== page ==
The full headline deck to Friday's lead story from Baghdad by Richard Oppel Jr. is certainly provocative:
"Iraqi Accuses U.S. Of 'Daily' Attacks Against Civilians -- Premier Assails Troops -- New Government Vows Its Own Inquiry in Deaths of 24 in Haditha."
"Prime Minister Nuri Kamal al-Maliki lashed out at the American military on Thursday, denouncing what he characterized as habitual attacks by troops against Iraqi civilians.
"As outrage over reports that American marines killed 24 Iraqis in the town of Haditha last year continued to shake the new government, the country's senior leaders said that they would demand that American officials turn over their investigative files on the killings and that the Iraqi government would conduct its own inquiry.
"In his comments, Mr. Maliki said violence against civilians had become a 'daily phenomenon' by many troops in the American-led coalition who 'do not respect the Iraqi people.'"
"'They crush them with their vehicles and kill them just on suspicion,' he said. 'This is completely unacceptable.' Attacks on civilians will play a role in future decisions on how long to ask American forces to remain in Iraq, the prime minister added."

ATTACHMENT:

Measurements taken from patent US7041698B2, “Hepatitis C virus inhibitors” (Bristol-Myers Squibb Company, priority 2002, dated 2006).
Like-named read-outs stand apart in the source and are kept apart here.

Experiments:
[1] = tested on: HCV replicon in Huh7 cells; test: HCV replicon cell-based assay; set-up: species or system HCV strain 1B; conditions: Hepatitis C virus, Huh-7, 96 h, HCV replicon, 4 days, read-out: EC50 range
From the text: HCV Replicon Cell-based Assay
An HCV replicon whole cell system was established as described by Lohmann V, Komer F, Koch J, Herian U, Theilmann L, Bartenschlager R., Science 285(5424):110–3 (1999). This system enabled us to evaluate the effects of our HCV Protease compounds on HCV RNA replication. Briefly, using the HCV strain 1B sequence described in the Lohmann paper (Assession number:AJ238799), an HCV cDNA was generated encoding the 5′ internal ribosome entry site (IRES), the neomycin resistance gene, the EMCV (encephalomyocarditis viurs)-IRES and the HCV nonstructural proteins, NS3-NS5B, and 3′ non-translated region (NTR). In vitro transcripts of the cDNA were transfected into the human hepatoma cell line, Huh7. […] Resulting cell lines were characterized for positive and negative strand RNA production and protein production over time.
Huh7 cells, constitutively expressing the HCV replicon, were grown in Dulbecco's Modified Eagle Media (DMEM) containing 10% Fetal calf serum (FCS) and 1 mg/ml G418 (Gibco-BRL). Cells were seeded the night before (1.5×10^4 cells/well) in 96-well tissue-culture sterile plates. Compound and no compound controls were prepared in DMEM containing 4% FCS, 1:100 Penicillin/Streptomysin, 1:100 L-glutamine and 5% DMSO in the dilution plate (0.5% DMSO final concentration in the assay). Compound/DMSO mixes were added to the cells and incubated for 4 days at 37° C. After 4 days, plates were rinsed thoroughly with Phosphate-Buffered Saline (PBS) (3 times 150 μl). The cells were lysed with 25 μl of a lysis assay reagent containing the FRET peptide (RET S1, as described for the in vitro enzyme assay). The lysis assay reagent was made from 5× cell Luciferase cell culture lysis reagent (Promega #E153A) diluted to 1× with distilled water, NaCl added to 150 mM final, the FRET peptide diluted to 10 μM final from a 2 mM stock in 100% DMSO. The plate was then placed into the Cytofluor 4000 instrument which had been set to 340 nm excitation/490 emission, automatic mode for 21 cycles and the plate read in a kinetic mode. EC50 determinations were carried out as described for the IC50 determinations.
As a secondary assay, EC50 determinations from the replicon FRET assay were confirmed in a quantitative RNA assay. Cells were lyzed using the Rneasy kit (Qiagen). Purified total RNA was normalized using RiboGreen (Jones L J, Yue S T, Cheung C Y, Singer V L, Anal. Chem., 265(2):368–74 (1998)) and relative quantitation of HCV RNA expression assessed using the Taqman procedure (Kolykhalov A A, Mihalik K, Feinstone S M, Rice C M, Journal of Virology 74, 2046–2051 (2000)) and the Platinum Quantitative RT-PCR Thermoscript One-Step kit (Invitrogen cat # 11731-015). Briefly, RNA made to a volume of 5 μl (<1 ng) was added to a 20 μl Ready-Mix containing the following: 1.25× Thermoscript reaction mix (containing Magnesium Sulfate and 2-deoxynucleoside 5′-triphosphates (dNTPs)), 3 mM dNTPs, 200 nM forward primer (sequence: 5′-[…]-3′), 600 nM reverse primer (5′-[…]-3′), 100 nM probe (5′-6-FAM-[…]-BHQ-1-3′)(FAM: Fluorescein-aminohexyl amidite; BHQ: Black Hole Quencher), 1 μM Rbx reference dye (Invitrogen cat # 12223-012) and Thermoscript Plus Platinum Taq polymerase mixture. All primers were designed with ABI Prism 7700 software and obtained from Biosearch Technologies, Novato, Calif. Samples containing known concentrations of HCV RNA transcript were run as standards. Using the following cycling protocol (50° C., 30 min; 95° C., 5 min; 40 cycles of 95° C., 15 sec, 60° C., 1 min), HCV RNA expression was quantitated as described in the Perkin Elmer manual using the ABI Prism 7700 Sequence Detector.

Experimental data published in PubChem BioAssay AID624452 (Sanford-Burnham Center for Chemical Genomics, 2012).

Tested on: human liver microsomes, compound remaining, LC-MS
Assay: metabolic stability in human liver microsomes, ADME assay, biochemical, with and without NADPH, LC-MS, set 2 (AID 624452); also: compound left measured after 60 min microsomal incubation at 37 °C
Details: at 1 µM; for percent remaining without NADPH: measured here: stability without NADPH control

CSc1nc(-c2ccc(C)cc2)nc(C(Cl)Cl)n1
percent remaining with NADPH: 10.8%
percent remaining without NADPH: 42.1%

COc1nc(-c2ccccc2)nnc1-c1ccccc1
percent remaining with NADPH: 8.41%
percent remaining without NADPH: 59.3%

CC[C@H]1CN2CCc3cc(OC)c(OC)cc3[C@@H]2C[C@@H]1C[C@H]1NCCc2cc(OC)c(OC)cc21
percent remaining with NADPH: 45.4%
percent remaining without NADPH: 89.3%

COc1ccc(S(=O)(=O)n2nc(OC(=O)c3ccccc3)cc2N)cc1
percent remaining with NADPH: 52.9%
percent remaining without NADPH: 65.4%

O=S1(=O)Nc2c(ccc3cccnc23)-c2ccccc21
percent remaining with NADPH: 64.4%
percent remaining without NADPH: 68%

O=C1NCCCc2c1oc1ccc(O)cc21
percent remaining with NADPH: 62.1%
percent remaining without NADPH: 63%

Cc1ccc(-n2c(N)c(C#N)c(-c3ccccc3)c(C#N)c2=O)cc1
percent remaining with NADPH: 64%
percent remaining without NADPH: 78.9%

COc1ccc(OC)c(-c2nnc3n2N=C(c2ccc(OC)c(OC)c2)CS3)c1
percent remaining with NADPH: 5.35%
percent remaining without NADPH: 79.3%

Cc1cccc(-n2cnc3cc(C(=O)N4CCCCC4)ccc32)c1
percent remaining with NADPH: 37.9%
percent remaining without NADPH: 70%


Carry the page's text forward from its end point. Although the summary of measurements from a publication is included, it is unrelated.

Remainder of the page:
But Eric Umansky, who writes the "Today’s Papers" column for Slate, points out:
"What the paper doesn't include is another part of the prime minister's quote, where he says, carefully, 'Yes a mistake may happen but there is an acceptable limit to mistakes....I am not saying that they are intentional. But it is worrying for us.' That's a useful bit of context, no? (For what it's worth, TP did a quick Nexis search and couldn't find another publication that quotes Maliki's charging "daily" attacks against civilians.)"
The wording of the quotes that appear in both papers are slightly different in other respects, but the Washington Post has Maliki calling it only a "phenomenon," not a "daily phenomenon," a word which made the Times' headline.
The Post also plays the story on A16, not as the day's top story as the Times does, another clue that the New York Times may be overplaying things. (The Associated Press also only heard the word "phenemenon").
For more examples of New York Times bias, visit TimesWatch.